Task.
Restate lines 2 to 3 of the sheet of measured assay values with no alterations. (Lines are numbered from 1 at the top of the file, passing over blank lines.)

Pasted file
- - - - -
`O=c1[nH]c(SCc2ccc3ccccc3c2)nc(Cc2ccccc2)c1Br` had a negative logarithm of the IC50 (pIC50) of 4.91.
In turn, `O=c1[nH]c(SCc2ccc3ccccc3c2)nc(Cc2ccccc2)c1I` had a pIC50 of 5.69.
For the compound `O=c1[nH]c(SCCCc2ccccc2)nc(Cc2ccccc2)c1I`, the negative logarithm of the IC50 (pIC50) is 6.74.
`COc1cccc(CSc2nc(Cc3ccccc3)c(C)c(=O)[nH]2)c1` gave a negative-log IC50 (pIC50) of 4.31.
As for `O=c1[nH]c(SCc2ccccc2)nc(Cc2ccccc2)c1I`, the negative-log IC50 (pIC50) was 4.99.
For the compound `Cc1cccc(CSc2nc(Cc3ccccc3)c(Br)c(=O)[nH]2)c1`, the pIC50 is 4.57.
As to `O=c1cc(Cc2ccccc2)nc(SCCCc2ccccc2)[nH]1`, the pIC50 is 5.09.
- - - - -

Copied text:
In turn, `O=c1[nH]c(SCc2ccc3ccccc3c2)nc(Cc2ccccc2)c1I` had a pIC50 of 5.69.
For the compound `O=c1[nH]c(SCCCc2ccccc2)nc(Cc2ccccc2)c1I`, the negative logarithm of the IC50 (pIC50) is 6.74.